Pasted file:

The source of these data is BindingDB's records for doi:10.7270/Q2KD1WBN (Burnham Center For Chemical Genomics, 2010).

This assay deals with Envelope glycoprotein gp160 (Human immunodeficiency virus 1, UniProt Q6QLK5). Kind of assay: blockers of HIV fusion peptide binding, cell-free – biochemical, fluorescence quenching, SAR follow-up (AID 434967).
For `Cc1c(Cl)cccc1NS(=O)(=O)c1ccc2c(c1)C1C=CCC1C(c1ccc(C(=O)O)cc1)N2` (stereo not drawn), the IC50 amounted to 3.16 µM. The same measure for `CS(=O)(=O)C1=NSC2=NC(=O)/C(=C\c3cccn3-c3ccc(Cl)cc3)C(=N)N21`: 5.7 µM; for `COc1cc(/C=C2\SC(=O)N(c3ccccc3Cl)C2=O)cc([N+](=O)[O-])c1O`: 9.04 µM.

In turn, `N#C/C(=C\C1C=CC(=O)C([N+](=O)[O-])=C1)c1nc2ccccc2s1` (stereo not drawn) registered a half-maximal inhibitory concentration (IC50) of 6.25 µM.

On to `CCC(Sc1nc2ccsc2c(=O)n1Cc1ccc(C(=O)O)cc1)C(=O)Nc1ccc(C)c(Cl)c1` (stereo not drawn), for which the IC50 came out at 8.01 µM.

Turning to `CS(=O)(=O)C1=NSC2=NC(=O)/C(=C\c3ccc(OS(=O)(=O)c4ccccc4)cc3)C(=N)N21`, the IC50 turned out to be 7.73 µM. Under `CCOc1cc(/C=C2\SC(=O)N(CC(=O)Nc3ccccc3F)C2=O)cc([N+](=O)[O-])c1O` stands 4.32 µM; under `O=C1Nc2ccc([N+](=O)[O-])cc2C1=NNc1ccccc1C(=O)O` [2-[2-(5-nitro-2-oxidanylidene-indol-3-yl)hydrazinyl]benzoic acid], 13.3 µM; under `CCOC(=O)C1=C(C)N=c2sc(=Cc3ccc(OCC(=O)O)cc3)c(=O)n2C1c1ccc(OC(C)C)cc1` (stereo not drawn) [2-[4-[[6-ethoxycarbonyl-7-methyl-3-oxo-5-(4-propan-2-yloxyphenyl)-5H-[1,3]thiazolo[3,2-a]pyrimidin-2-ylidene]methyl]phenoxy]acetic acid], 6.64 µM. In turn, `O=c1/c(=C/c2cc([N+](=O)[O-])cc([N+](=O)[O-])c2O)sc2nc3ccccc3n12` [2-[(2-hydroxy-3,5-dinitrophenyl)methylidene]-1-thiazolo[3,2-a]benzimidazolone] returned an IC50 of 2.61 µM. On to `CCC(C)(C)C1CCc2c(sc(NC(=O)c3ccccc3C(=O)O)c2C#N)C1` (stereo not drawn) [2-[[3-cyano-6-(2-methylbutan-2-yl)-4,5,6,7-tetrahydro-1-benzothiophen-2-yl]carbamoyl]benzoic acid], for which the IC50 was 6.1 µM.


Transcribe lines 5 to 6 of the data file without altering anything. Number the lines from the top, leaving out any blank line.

On to `CCC(Sc1nc2ccsc2c(=O)n1Cc1ccc(C(=O)O)cc1)C(=O)Nc1ccc(C)c(Cl)c1` (stereo not drawn), for which the IC50 came out at 8.01 µM.

Turning to `CS(=O)(=O)C1=NSC2=NC(=O)/C(=C\c3ccc(OS(=O)(=O)c4ccccc4)cc3)C(=N)N21`, the IC50 turned out to be 7.73 µM. Under `CCOc1cc(/C=C2\SC(=O)N(CC(=O)Nc3ccccc3F)C2=O)cc([N+](=O)[O-])c1O` stands 4.32 µM; under `O=C1Nc2ccc([N+](=O)[O-])cc2C1=NNc1ccccc1C(=O)O` [2-[2-(5-nitro-2-oxidanylidene-indol-3-yl)hydrazinyl]benzoic acid], 13.3 µM; under `CCOC(=O)C1=C(C)N=c2sc(=Cc3ccc(OCC(=O)O)cc3)c(=O)n2C1c1ccc(OC(C)C)cc1` (stereo not drawn) [2-[4-[[6-ethoxycarbonyl-7-methyl-3-oxo-5-(4-propan-2-yloxyphenyl)-5H-[1,3]thiazolo[3,2-a]pyrimidin-2-ylidene]methyl]phenoxy]acetic acid], 6.64 µM. In turn, `O=c1/c(=C/c2cc([N+](=O)[O-])cc([N+](=O)[O-])c2O)sc2nc3ccccc3n12` [2-[(2-hydroxy-3,5-dinitrophenyl)methylidene]-1-thiazolo[3,2-a]benzimidazolone] returned an IC50 of 2.61 µM. On to `CCC(C)(C)C1CCc2c(sc(NC(=O)c3ccccc3C(=O)O)c2C#N)C1` (stereo not drawn) [2-[[3-cyano-6-(2-methylbutan-2-yl)-4,5,6,7-tetrahydro-1-benzothiophen-2-yl]carbamoyl]benzoic acid], for which the IC50 was 6.1 µM.